|Some special writers at the conference (Photo by Christina L.)|
Meeting people makes me sick. It's not that I hate people; I love friends! But meeting new people, even just thinking about becoming acquainted with strangers, gives me butterflies in the stomach. I mumble and tumble through sentences, ask strangely-worded questions, and try to keep my heart from racing.
So what was I thinking when I decided to go to a writer's conference?
Thanks be to God, He has taught me at least one thing in my lifetime; trying to impress people is just another way of being prideful. The nervousness abates more quickly when I focus on the other person. I made a conscious decision to become an extrovert (even if an awkward one) for the few days of the conference.
I did not have to try hard to make friends. Within the first few hours, I was quickly absorbed into a cult called "Teen Track." Ok, just kidding, it wasn't a cult. It was a series of classes led by author Bryan Davis.
Ahem. I said, I got to learn about writing from Bryan Davis. Hello! His Dragons In Our Midst series ranks in my top ten most influencial books for my writing (and my life, which -- for me -- goes hand-in-hand with writing). It was an insanely special privilage for me to be under Mr. Davis's teaching.
|The Teen Track (photo by Deliegha S.)|
Apparently, Mr. Davis has been leading the Teen Track at this particular conference for quite a few years (somewhere in the double digits, I heard). Many teens and young adults have returned to his classes year after year. It was encouraging to see how God is using Mr. Davis to mold a new generation of top-notch writers who are after a standard of excellence and holiness. I certainly learned a lot!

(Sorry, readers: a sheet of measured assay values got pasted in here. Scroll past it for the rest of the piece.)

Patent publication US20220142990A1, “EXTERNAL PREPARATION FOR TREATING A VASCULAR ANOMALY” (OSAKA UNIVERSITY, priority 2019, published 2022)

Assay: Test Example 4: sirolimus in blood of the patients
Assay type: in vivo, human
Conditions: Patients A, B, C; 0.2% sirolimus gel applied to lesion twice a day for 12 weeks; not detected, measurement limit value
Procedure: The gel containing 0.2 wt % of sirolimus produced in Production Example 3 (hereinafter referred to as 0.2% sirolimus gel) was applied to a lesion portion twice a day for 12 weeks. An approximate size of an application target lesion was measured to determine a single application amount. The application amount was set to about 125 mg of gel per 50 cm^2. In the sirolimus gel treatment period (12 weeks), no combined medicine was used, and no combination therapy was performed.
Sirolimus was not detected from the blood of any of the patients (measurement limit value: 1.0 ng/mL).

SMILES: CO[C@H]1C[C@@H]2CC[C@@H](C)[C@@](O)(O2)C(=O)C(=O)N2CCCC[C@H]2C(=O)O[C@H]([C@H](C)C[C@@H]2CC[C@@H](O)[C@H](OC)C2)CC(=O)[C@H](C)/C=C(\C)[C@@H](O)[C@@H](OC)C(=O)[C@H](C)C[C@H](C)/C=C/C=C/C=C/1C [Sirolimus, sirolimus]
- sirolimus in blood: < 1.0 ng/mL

The citizens of the kingdom of Teen Track are all amazing young people. Spending time with them felt like how I imagine the Inklings felt; having fun, safe in an enviroment of writers with the same goals. It was, simply, a group of friends who freely accepted others -- balm to an introvert's soul.
Outside of the Teen Track, I found an equally interesting assortment of writers; some not much older than I, one in her eighties! The group was not very large, but each person I met had a unique story. It was so much fun to sit beside, eat with, worship with, and yes, even meet so many people with similar interests.
But crawling out of my comfort cocoon and temporarily transforming into a social butterfly was
not the reason I went to the writer's conference. I went as part of my game plan (see the post from September 1st). I am happy to report that this step of the plan was a success. I made important connections, learned valuable lessons, and gathered helpful tools. On top of that, it was a blast! If you are a writer and you ever have the opportunity to go to a conference, do it. It's worth all the nervous butterflies in your stomach.
|Everybody together (photo by Christina L.)|
Post Tenebras Lux!